Obituary: Dickie Moore
Child star who acted opposite Marlene Dietrich and Shirley Temple but tired of his 'cute' label as he grew up
Published 20/09/2015 | 02:30
Dickie Moore, who has died aged 89, was a child star of the 1930s and 1940s, appearing in a large number of Hollywood films and gave a 14-year-old Shirley Temple her first screen kiss.
With his striking combination of fair hair, dark, intense eyes and angelic, dimpled features, Moore, who made his screen debut aged just 11 months, featured as the "baby" of many famous names, including Marlene Dietrich in Blonde Venus (1932) and Ann Harding in Peter Ibbetson (1935).
A member of the Our Gang cast in 1932-33, he then played the title role in the 1933 film adaptation of Oliver Twist, produced on a shoe-string by the Monogram studios, a picture which was notable for being the first ever sound version of the story, but which was otherwise panned by the critics. He was 16 when he played the rich high-school kid who bestows a kiss on a somewhat startled Shirley Temple in Miss Annie Rooney (1942). That film, too, received a critical pasting.
John Richard Moore was born in Los Angeles on September 12, 1925 and got his first break the following year when the casting director at Fox Pictures arrived at the family home to pick up a colleague whose car had broken down, noticed the baby of the family playing in his cot and claimed to have detected a likeness to the actor John Barrymore.
He made his screen debut as a baby in The Beloved Rogue (1926) followed by a similar role in Object: Alimony (1928) with Hugh Allan and Lois Wilson. But his earliest film memories were of making Passion Flower (1930), with Kay Francis, and Lummox (1930) with Dorothy Janis. He enjoyed working with Dorothy Janis, whom he described as "sweet to me" but "just not tough enough for the movies".
He learnt some harsh lessons about Hollywood during the filming of Cecil B DeMille's The Squaw Man (1931), in which he was cast as the child of a former British Army officer (Warner Baxter) and a beautiful Indian squaw (Lupe Velez). "DeMille was a bully and a bastard," Moore recalled. "[He] was completely insensitive to other people and their feelings and even hit me. I was a five-year old kid and he hit me! He really was a piece of work ."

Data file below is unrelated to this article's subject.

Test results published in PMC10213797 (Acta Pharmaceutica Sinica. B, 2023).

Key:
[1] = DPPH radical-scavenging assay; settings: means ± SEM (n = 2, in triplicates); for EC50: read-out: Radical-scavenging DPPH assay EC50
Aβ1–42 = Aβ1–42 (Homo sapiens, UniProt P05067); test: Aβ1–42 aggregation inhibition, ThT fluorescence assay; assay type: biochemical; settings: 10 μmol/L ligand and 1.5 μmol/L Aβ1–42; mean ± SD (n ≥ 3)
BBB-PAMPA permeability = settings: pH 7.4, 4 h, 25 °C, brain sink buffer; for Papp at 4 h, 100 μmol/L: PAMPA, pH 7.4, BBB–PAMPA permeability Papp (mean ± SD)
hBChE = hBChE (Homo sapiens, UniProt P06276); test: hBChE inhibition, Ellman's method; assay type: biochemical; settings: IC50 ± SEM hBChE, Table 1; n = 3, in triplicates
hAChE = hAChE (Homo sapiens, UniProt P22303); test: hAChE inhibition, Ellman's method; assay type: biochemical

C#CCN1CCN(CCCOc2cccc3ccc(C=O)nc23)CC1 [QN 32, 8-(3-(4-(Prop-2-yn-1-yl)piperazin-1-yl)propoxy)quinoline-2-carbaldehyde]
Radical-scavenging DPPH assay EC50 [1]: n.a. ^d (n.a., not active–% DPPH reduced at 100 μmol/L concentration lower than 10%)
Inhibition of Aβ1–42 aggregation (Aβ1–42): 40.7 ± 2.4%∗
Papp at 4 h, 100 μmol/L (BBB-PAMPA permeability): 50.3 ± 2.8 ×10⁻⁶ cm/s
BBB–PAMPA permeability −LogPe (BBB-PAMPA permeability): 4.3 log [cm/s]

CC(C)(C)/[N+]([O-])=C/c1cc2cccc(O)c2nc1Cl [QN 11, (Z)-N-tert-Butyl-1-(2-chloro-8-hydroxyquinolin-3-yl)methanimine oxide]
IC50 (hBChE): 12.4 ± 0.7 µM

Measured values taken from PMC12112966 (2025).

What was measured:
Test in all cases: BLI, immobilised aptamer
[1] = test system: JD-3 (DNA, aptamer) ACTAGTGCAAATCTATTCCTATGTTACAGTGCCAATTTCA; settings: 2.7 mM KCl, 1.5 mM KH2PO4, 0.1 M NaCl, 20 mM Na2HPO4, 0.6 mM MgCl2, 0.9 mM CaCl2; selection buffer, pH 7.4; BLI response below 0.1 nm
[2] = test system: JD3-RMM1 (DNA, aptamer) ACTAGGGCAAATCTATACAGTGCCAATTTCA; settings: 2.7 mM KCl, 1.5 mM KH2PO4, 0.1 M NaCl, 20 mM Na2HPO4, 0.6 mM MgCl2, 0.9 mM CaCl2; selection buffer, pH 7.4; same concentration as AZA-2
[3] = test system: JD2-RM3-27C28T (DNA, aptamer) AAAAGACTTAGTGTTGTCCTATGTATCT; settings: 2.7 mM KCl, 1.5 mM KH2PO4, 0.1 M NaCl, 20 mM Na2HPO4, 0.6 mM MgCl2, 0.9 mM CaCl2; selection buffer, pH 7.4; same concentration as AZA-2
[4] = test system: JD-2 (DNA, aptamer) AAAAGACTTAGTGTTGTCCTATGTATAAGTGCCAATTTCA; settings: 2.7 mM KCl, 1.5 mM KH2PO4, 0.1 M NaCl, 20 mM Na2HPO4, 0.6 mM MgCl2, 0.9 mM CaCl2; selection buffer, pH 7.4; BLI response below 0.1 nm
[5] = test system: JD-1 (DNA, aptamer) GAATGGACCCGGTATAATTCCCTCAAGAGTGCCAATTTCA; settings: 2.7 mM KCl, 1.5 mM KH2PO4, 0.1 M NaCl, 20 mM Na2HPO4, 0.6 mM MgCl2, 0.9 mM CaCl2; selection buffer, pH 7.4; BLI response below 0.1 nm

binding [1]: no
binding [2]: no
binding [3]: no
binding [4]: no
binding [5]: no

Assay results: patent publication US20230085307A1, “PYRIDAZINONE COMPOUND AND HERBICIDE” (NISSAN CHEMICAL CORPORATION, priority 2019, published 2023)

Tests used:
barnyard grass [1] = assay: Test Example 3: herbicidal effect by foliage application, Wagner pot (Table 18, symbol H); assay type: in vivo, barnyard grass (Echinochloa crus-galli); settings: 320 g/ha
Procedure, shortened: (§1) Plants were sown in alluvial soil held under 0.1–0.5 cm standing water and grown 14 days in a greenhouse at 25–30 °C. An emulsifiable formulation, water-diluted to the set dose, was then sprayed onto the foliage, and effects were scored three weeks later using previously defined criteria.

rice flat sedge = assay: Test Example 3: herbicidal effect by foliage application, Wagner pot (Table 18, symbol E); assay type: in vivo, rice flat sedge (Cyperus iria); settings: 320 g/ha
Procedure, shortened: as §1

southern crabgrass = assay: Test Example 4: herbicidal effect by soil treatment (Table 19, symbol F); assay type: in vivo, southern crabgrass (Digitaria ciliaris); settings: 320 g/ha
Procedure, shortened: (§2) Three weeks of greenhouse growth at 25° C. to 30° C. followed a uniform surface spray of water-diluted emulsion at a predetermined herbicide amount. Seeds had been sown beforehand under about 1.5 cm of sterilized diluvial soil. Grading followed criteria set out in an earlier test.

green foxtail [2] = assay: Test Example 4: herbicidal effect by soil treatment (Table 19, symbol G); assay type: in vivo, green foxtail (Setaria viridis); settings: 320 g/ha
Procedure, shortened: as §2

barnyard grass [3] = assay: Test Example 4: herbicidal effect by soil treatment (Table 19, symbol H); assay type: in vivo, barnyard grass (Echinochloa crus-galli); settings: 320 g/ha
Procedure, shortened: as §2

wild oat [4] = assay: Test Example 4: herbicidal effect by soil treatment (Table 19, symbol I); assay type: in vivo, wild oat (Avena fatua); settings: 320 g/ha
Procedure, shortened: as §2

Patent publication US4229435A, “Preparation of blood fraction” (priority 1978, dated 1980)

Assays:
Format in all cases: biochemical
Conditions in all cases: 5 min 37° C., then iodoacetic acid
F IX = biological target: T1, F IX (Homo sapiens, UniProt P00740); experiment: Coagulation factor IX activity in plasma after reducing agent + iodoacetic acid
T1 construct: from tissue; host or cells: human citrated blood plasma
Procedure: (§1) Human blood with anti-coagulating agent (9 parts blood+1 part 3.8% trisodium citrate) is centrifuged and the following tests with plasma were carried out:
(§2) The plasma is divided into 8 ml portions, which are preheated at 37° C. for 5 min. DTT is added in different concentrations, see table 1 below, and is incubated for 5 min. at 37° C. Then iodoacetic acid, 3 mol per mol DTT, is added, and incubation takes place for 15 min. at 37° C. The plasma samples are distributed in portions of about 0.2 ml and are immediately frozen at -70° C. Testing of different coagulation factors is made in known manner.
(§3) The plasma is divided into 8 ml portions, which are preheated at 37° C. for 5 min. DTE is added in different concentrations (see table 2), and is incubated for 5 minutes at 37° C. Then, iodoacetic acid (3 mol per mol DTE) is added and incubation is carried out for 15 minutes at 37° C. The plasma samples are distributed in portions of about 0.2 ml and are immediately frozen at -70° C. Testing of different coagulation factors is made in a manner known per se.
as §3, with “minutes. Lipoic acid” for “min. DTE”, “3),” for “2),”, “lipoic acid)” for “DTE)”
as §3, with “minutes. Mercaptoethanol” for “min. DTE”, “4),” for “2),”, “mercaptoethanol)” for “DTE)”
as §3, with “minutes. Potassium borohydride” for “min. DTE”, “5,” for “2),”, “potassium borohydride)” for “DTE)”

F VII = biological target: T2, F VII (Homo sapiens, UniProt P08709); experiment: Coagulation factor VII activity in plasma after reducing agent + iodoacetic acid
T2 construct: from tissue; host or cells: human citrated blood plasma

"I realised aged six," he recalled later "that I had to be horrible just to make it down the line to collect my lunch in the studio commissary [canteen] each day."
Dickie Moore's other early credits included Son of the Gods (1930) with Constance Bennett; Let Us Be Gay (1931) with Norma Shearer; Seed (1931) co-starring Bette Davis; So Big! (1932) with Mae Madison and Barbara Stanwyck; Million Dollar Legs (1932) with Jack Oakie and Susan Fleming; Deception (1932) with Thelma Todd, and The Life of Emile Zola (1937). In 1940 he was partnered with Shirley Temple for Blue Bird - 20th Century Fox's answer to The Wizard of Oz. He found his female co-star "fun and unpretentious", though the same could not be said of her mother whom he regarded as "pushy and then some".
By this time, however, Dickie Moore had reached a self-conscious adolescence and had become weary of just being "cute". He objected to his role in Heaven Can Wait (1943) in which he played a pampered teenager kept in short trousers by parents who are determined to shield him from the outside world. He lost the innocent charm that had made him such a star as a child and as a result his later film career was disappointing. "I knew what was wanted of me and I knew how to do it, but simply had little interest in the films or the characters," he recalled.
After a stint in the US Army during the Second World War, reporting on Pacific operations for Stars and Stripes, Dickie Moore acted in, co-directed and co-produced a two-reel documentary called The Boy and the Eagle, about a disabled young man who nurses a wounded eagle back to health, which was nominated for an Oscar in 1949.
As an adult he worked as an actor and director on radio and television and on Broadway and off-Broadway productions, but gave up Hollywood after taking a small role as a soldier in Member of the Wedding (1952). In 1956 he appeared in a Broadway production of Shaw's Saint Joan, with Siobhan McKenna in the title role.
Dickie Moore went on to produce and direct United Service Organisation-sponsored overseas tours and lectured at the University of California, Los Angeles.
During the 1970s he began writing for television and formed his own PR company in New York.
Moore published several books on acting, including Twinkle, Twinkle, Little Star (But Don't Have Sex or Take the Car), published in 1984, an insider's account of life as a child star. During the 1980s he re-established contact with old Hollywood friends when Edith Fellows formed a club for former child stars called The Survivors. In 1988 he married the actress Jane Powell and moved with her to Connecticut before returning to New York. He was happy to be known simply as her husband. She survives him.
Dickie Moore died on September 10, two days before his 90th birthday.